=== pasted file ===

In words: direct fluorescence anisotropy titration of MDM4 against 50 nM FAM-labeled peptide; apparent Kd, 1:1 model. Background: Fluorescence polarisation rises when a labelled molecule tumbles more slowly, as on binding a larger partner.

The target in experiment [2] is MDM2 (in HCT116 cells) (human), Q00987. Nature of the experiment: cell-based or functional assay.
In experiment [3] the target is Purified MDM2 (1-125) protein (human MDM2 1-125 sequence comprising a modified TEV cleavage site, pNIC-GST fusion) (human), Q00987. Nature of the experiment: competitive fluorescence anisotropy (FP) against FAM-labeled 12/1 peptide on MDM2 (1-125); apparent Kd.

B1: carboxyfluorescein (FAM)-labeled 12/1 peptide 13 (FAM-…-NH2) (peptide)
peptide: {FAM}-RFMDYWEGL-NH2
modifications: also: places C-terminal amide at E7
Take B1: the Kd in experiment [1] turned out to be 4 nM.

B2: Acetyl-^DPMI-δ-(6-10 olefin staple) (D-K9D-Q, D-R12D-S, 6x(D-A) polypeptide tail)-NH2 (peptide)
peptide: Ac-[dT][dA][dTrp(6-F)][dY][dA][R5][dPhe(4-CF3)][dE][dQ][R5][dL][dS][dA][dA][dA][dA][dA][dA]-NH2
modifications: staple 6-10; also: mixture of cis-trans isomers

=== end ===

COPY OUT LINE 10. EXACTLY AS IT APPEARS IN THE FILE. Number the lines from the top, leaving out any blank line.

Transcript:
modifications: staple 6-10; also: mixture of cis-trans isomers